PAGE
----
The wheels roll well, and the 36 points of engagement system results in a 10-degree engagement angle.
I was also very impressed to see that a 54T ratchet upgrade kit will be available to purchase. I think Prime has played this absolutely right by shipping the wheels with the more durable system and offering the minority of riders who will notice the difference – crit racers accelerating out of slow corners – the ability to switch it out at a later date.
Speaking with Prime's engineers, it was reassuring to hear about some of their design choices: using heat-treated carbon steel ratchet rings and a steel freehub body for durability, the heat-dissipation qualities of the 6063-T6 hub shell with aluminium axle, and the fact that the wheels use standard sized bearings. I really get the impression that the wheels are designed to be serviceable, rather than usability being sacrificed in the name of marginal weight savings.
Loads of you are going to want to know what those bearings are now... Prime has gone for 6902, 17287 and a 15267 in the freehub. You can find decent quality replacements for all of those for about a fiver, as well as parts such as freehub bodies.
As standard, the Primavera range comes with a Shimano/SRAM HG 11-speed freehub but there are also Campagnolo and XDR options available.
So, it's an impressive list of ingredients put together using a tried and tested recipe, and the result is a set of wheels that can compete with the very best. Prime has a reputation for its value-for-money upgrades and while £899.99 might sound like a lot for a set of Prime wheels, these stack up very well.
I've already mentioned some of the 44's main competitors – the £849 Hunt 44 Aerodynamicists use a similar T700/T800 Toray carbon rim and scored 9/10 back in January, and are not only cheaper but also 62g lighter. I'd be hard-pressed to choose between them, though, as Prime's offering features a 23mm internal width rather than 20mm, which suits my choice of 28mm tyres better.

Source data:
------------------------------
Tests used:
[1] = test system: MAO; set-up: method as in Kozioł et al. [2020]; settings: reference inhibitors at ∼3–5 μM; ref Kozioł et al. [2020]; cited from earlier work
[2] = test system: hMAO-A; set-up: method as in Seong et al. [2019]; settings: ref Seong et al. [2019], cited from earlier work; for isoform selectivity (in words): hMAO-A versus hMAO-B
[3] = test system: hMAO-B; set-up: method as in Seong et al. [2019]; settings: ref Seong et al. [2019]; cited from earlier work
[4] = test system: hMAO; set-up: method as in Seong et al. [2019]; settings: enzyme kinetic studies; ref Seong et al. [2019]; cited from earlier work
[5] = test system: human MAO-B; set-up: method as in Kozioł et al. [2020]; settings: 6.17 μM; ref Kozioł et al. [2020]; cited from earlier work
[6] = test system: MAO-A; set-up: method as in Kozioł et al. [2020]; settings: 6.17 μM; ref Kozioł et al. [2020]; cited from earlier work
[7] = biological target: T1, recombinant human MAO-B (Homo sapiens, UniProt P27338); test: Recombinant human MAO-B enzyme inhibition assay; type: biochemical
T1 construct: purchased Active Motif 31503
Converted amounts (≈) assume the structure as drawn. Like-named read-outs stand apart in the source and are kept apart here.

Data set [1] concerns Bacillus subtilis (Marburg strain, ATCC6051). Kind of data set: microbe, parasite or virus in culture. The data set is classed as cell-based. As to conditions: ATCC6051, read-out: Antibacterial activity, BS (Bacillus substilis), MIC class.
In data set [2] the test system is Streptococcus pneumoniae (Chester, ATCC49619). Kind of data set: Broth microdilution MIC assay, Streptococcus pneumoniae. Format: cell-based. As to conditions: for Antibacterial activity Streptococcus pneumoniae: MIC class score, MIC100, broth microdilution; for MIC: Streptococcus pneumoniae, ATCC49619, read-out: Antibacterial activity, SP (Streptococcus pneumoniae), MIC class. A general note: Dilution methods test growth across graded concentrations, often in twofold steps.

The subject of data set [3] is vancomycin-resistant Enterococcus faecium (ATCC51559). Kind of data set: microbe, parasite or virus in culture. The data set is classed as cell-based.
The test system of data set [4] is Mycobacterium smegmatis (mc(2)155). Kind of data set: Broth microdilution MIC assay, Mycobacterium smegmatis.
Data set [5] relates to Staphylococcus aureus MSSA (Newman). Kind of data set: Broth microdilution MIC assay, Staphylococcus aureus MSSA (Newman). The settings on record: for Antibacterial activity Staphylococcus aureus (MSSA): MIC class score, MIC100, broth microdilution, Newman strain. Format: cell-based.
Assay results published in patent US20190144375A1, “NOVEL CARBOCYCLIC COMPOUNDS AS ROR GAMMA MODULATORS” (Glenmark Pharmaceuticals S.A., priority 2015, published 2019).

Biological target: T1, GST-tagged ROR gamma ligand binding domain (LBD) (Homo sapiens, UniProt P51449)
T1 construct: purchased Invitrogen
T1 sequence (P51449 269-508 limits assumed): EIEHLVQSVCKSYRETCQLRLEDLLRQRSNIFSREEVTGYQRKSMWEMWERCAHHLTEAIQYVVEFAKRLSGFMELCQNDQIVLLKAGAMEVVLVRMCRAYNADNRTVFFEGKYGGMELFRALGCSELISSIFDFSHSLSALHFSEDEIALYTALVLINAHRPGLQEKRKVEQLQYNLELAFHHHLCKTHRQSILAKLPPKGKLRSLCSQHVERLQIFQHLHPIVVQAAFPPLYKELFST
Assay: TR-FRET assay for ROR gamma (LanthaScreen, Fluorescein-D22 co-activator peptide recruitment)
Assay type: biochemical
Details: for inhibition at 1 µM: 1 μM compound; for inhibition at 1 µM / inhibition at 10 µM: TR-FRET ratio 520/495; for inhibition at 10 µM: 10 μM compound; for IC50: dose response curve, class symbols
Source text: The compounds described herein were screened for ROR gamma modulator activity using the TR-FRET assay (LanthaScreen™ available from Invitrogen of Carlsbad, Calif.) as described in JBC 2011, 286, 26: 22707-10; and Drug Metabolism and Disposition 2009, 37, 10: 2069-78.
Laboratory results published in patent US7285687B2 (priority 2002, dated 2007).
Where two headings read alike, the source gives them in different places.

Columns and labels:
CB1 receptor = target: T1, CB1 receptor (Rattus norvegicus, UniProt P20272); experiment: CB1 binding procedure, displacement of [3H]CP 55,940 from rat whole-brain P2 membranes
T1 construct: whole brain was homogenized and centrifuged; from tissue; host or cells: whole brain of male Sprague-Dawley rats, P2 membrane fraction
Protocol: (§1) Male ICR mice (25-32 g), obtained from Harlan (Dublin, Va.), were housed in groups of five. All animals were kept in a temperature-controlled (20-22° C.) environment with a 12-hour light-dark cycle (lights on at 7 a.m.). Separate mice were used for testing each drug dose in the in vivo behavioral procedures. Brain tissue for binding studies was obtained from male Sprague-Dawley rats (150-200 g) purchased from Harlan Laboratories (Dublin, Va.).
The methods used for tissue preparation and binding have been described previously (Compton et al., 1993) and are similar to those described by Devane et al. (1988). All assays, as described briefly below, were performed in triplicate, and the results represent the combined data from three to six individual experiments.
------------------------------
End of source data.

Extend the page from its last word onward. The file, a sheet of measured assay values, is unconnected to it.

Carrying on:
They're also wider and lighter than the Scribes mentioned earlier – which, by the way, also scored 9/10 in our review. These Prime wheels are taking it to the very best in the business.
Personally, I think that the Primes are better specced for the money, along with having the option of upgrading to a 54T ratchet system, and with easily replaceable parts.
My only small grudge with the 44s is that whereas most brands seem to differentiate their prices depending on the depth, you can get the 56mm Primavera Discs for the same price. I haven't used those, but they share all the same tech, but you get more carbon for your money...
They're also lighter, wider and cheaper than more expensive options, such as the Fulcrum Wind 40 Disc Brake Wheels that Stu tested in 2020, which are now £1,149.99, and as good as Vel's 38 RSL Carbon Tubeless Disc Wheelset, which has gone up to £1,099 (though currently unavailable).
Overall, Prime has hit the nail on the head with the 44s. They have all the features a modern set of wheels should, from the ratchet freehub to the super-wide tubeless rims that perform well just about everywhere – flats, mountains, crosswinds, you name it. If you're in the market for a new carbon disc wheelset and are considering spending more than this, then take a long hard think about where the money would be better spent. You won't be missing out on much with the new Primavera wheels.
Wide, fast and competitively priced carbon disc hoops
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road.cc test report
Make and model: Prime Primavera 44 Carbon Disc
Size tested: 700C
Tell us what the wheel is for and who it's aimed at. What do the manufacturers say about it? How does that compare to your own feelings about it?